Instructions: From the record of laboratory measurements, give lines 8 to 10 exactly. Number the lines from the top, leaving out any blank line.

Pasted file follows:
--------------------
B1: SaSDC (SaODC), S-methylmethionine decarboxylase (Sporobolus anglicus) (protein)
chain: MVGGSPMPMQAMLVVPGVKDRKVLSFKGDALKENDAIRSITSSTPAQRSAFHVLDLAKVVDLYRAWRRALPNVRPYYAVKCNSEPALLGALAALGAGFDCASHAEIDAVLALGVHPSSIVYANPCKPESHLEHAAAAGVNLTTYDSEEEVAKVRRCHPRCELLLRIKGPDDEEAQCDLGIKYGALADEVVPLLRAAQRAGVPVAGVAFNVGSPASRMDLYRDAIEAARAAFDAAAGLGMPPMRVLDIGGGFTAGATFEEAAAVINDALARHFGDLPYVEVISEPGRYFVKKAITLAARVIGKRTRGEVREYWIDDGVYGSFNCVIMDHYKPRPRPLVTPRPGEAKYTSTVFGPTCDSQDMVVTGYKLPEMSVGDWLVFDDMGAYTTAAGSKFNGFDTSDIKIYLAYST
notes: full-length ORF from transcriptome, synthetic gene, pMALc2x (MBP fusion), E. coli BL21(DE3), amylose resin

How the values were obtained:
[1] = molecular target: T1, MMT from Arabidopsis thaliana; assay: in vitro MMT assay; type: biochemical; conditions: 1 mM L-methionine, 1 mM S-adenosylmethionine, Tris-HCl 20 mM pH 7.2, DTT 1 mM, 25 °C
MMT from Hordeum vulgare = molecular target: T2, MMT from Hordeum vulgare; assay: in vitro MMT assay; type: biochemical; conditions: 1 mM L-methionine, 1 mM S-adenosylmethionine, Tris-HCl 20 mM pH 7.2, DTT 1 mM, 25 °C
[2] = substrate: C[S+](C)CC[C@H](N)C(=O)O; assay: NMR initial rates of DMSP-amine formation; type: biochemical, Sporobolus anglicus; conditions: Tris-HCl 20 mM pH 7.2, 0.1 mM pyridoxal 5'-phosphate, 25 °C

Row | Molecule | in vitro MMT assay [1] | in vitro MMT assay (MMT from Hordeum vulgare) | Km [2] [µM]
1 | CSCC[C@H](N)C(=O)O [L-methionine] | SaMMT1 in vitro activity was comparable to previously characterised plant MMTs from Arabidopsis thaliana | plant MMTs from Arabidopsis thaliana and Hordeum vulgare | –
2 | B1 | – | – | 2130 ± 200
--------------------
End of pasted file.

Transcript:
Row | Molecule | in vitro MMT assay [1] | in vitro MMT assay (MMT from Hordeum vulgare) | Km [2] [µM]
1 | CSCC[C@H](N)C(=O)O [L-methionine] | SaMMT1 in vitro activity was comparable to previously characterised plant MMTs from Arabidopsis thaliana | plant MMTs from Arabidopsis thaliana and Hordeum vulgare | –
2 | B1 | – | – | 2130 ± 200